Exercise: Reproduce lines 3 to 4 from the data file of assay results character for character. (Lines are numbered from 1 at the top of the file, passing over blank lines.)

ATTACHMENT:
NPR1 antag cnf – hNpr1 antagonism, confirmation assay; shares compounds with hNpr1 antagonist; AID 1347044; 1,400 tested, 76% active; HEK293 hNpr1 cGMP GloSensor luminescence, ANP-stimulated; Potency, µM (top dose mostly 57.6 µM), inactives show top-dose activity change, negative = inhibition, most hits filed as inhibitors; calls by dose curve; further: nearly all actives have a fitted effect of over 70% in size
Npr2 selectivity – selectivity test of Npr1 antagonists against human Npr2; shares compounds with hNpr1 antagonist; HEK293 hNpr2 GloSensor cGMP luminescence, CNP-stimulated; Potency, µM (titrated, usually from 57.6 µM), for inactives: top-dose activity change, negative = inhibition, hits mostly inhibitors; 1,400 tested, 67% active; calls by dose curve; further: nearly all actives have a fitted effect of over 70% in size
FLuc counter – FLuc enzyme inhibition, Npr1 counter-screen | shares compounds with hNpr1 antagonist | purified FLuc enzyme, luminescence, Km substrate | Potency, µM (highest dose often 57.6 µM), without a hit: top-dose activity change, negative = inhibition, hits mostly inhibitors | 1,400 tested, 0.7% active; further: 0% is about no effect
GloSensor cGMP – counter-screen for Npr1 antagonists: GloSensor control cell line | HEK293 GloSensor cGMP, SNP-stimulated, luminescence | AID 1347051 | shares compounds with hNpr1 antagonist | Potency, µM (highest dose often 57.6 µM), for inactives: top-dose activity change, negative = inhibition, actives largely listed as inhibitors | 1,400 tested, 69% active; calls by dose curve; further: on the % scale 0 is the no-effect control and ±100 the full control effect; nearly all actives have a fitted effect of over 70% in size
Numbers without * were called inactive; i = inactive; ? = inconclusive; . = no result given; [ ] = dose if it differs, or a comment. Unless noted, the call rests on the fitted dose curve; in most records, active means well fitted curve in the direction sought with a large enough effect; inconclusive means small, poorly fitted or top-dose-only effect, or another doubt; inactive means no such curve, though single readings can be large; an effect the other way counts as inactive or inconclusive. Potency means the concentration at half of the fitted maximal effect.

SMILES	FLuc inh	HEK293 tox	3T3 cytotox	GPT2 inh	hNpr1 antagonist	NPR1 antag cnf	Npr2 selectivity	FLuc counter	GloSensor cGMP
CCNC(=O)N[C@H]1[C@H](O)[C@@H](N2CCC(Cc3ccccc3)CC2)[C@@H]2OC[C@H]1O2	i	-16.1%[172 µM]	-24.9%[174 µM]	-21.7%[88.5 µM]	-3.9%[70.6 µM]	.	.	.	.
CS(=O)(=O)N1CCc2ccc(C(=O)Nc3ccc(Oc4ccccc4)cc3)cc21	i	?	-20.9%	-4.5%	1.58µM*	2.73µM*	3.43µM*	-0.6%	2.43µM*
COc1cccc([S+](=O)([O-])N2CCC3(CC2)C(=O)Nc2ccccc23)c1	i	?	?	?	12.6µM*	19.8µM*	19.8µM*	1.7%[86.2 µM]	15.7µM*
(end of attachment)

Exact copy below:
FLuc counter – FLuc enzyme inhibition, Npr1 counter-screen | shares compounds with hNpr1 antagonist | purified FLuc enzyme, luminescence, Km substrate | Potency, µM (highest dose often 57.6 µM), without a hit: top-dose activity change, negative = inhibition, hits mostly inhibitors | 1,400 tested, 0.7% active; further: 0% is about no effect
GloSensor cGMP – counter-screen for Npr1 antagonists: GloSensor control cell line | HEK293 GloSensor cGMP, SNP-stimulated, luminescence | AID 1347051 | shares compounds with hNpr1 antagonist | Potency, µM (highest dose often 57.6 µM), for inactives: top-dose activity change, negative = inhibition, actives largely listed as inhibitors | 1,400 tested, 69% active; calls by dose curve; further: on the % scale 0 is the no-effect control and ±100 the full control effect; nearly all actives have a fitted effect of over 70% in size